“As part of our economic diplomacy, Bangladesh had written to China to exempt our export items from tariffs. In response to this China’s State Council Tariff Commission has issued a notification recently. Bangladesh is among the Least Developed Countries (LDCs) and that is why this decision was taken by China”, announced Mohammed Touhidul Islam, Senior Information Officer of the Ministry of Foreign Affairs.

Friday’s announcement is expected to help Bangladesh cushion the economic impact of the pandemic and also emerge as a possible beneficiary alongside Vietnam and Chile of the U.S.-China trade war.

Bangladesh imports around $15 billion in Chinese goods but its China-bound exports had been very low in comparison. The supply chain disruption caused by U.S.-China trade war is likely to be filled by a boost in export of tariff-exempted goods from Bangladesh. Multiple sectors of Bangladesh are likely to be major beneficiaries of this move.

“Bangladesh already receives tariff-exemption for 3095 items under the Asia Pacific Trade Agreement (APTA). As a result of the latest announcement, a total of 8256 goods from Bangladesh will be exempted of Chinese tariffs”, Mr. Islam said.


Germany arrests Syrian doctor for ‘crimes against humanity’: Prosecutor

22 June 2020

A Syrian doctor living in Germany has been arrested on suspicion of carrying out crimes against humanity at a prison in his war-torn country of origin, prosecutors said Monday.

For all the latest headlines follow our Google News channel online or via the app

The suspect, identified as Alaa M., is accused of having “tortured a detainee ... in at least two cases” at a prison run by Syrian intelligence services in the city of Homs in 2011, said German federal prosecutors in a statement.

Alaa M. was called to the assistance of a man who had suffered an epileptic fit after being detained for taking part in a protest, the statement said.

He then proceeded to beat the man with a plastic pipe. “Even after he had gone down, Alaa M. continued the beatings and additionally kicked the victim,” the statement said.

The next day, Alaa M. and another doctor are said to have subjected the victim to further beatings. He later died, though the cause of death is unclear.

Alaa M. left Syria in mid-2015 and moved to Germany, where he also practiced as a doctor.

Syria's civil war, which started with the brutal repression of anti-government protests, has killed more than 380,000 people and displaced nearly half the country's pre-conflict population.

The UK-based Syrian Observatory for Human Rights monitoring group estimates that at least 100,000 people have died from torture or as a result of horrific conditions in government prisons.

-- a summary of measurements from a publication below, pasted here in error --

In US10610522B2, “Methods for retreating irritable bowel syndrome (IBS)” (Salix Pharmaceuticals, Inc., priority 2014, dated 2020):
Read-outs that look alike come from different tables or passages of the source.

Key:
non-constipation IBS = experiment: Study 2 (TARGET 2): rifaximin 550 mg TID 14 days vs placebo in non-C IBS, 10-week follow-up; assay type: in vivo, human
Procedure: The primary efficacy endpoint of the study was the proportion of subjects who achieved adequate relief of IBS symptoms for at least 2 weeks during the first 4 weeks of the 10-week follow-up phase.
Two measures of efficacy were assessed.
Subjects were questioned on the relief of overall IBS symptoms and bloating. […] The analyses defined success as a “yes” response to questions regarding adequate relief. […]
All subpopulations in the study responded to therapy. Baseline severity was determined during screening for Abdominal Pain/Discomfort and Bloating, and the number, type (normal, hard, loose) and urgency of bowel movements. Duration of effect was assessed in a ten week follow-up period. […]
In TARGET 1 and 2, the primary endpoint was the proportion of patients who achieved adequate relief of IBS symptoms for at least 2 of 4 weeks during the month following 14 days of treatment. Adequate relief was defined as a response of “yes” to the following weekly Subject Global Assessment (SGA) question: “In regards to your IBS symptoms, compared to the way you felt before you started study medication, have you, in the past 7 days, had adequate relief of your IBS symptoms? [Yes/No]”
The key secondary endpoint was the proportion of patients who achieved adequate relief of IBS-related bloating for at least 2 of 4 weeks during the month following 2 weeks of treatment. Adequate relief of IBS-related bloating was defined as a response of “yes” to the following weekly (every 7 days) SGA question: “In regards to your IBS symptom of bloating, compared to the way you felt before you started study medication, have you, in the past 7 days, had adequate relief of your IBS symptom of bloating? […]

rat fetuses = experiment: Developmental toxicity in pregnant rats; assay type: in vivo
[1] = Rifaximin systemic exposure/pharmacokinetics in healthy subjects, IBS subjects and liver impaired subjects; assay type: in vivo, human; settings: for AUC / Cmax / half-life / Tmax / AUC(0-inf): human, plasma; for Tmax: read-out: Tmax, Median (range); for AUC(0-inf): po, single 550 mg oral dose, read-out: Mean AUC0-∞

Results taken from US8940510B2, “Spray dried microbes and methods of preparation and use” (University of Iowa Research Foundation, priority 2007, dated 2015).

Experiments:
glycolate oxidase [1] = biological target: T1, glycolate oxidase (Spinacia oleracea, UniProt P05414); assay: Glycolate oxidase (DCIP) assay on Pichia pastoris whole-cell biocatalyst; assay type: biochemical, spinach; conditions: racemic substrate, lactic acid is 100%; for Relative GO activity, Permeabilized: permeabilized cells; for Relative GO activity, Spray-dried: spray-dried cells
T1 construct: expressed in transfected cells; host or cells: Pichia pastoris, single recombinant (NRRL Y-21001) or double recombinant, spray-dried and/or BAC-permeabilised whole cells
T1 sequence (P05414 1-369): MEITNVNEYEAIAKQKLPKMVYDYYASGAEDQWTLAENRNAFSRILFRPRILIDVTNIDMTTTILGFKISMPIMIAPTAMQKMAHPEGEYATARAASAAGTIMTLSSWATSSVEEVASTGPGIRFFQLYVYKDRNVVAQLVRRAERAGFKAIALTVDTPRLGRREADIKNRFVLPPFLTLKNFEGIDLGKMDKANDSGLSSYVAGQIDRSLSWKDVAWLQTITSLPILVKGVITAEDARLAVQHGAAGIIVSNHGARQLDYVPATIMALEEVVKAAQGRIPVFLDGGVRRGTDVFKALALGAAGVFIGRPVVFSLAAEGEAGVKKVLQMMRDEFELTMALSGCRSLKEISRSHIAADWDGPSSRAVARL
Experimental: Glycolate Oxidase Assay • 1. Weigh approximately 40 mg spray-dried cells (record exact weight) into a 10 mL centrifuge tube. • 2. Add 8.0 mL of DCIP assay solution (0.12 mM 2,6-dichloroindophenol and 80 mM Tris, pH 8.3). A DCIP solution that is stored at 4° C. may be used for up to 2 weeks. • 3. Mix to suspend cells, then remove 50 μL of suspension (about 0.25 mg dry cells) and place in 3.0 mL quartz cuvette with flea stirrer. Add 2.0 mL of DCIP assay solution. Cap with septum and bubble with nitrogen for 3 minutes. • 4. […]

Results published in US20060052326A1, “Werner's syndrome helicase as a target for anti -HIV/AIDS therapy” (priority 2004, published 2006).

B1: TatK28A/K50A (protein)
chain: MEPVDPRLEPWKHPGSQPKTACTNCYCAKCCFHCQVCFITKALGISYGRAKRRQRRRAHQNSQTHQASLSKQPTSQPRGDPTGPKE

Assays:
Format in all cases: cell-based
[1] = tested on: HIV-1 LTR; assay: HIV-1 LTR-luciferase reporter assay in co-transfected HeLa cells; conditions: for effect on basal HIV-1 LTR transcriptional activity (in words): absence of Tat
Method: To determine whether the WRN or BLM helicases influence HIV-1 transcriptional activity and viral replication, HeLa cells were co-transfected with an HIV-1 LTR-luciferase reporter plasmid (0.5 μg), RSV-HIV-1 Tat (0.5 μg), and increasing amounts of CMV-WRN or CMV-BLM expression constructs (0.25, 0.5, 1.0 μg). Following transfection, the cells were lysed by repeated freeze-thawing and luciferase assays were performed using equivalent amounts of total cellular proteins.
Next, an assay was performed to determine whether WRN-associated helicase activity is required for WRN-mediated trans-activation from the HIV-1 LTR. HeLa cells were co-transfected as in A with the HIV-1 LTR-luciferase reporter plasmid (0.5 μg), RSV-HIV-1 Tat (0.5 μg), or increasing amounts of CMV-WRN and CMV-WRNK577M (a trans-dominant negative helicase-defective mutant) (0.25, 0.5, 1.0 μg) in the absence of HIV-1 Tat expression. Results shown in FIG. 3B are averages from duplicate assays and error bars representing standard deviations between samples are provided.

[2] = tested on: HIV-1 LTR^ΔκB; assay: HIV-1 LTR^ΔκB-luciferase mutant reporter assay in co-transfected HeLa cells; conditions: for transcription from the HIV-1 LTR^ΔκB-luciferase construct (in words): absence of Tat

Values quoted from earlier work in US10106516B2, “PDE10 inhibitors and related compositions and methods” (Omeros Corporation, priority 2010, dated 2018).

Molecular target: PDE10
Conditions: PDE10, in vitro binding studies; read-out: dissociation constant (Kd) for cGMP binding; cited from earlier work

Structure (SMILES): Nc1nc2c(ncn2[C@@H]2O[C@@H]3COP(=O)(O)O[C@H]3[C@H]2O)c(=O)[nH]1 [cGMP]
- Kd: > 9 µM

In April, the first court case worldwide over state-sponsored torture by Bashar al-Assad's regime opened in Germany.

The two defendants are being tried on the principle of universal jurisdiction, which allows a foreign country to prosecute crimes against humanity.

Germany has taken in more than 700,000 Syrian refugees since the start of the conflict.


Iran won’t negotiate with Trump because he is a ‘criminal, not a president’: Official

22 June 2020

Iran will neither enter talks with US President Donald Trump nor will it abandon its current foreign policy, a senior military advisor to Supreme Leader Ali Khamenei said.

“We will not negotiate with Donald Trump in any way, because we consider him a criminal, not a president,” state media quoted Maj. Gen. Hossein Dehghan as saying on Monday.

“We will not negotiate about our ballistic missile programs, and we will continue our regional policy,” said Dehghan.

Iran has sought to expand its influence in the region using its vast network of proxies known as the “resistance axis.”

Some of the militias supported by Iran include the Houthi militia in Yemen, Hezbollah in Lebanon, Hamas and the Islamic Jihad Movement in Gaza, and dozens of other militias in Syria and Iraq.

Any US action against Iran in the Arabian Gulf will be met with an extensive response, warned Dehghan.

Tensions between the US and Iran have escalated since Trump withdrew from the Iran nuclear deal in 2018 and launched a “maximum pressure” campaign against Tehran.

The Trump administration wants a more comprehensive deal that would cover nuclear issues, Iran’s ballistic missile program and Iranian activities in the Middle East.

Iran is willing to hold talks with Saudi Arabia without any preconditions, claimed Dehghan.


Libya's GNA rejects emergency summit on Egypt proposal

22 June 2020

The Libyan Government of National Accord rejects for the second time an emergency Arab League summit on Egypt’s proposed resolution for the North African country.

In a tweet, the government’s Ministry of Foreign Affairs said that the emergency summit invitation violates article 5, paragraph 10 of the internal system of the League’s council.

The summit, to be held by videoconference because of concerns about coronavirus, was called for by Egypt, a key supporter of the GNA’s eastern-based rival, the Libyan National Army (LNA).

Declaration of war

Earlier on Monday, the GNA’s Presidential Council said that Egyptian President Abdel Fattah al-Sisi’s comments that Egypt will defend its national interests were a “declaration of war.”

The statement comes in response to al-Sisi ordering the Egyptian army to be ready to intervene in Libya, where the Turkish-backed GNA took key ground against the Benghazi-based Libyan National Army (LNA) last week.

Egyptian Cairo Initiative ceasefire